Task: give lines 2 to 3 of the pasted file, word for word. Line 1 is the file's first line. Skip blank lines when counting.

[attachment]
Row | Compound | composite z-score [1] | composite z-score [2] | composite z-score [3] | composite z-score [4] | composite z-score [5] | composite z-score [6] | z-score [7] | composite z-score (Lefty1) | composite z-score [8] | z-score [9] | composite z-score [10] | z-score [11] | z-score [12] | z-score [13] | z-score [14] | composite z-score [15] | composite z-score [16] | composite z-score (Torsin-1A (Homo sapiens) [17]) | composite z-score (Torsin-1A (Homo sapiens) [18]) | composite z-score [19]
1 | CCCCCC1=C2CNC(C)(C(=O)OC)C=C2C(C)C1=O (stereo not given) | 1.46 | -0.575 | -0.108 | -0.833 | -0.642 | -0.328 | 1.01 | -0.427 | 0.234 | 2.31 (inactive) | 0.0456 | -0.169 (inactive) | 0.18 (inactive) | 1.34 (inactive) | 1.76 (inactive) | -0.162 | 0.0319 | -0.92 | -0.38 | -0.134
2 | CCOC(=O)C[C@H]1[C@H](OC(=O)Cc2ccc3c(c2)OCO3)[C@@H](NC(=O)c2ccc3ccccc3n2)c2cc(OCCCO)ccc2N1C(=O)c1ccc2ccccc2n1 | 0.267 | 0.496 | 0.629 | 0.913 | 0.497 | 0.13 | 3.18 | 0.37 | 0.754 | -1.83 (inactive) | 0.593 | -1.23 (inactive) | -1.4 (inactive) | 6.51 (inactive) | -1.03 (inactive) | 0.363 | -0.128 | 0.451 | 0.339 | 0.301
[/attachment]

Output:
1 | CCCCCC1=C2CNC(C)(C(=O)OC)C=C2C(C)C1=O (stereo not given) | 1.46 | -0.575 | -0.108 | -0.833 | -0.642 | -0.328 | 1.01 | -0.427 | 0.234 | 2.31 (inactive) | 0.0456 | -0.169 (inactive) | 0.18 (inactive) | 1.34 (inactive) | 1.76 (inactive) | -0.162 | 0.0319 | -0.92 | -0.38 | -0.134
2 | CCOC(=O)C[C@H]1[C@H](OC(=O)Cc2ccc3c(c2)OCO3)[C@@H](NC(=O)c2ccc3ccccc3n2)c2cc(OCCCO)ccc2N1C(=O)c1ccc2ccccc2n1 | 0.267 | 0.496 | 0.629 | 0.913 | 0.497 | 0.13 | 3.18 | 0.37 | 0.754 | -1.83 (inactive) | 0.593 | -1.23 (inactive) | -1.4 (inactive) | 6.51 (inactive) | -1.03 (inactive) | 0.363 | -0.128 | 0.451 | 0.339 | 0.301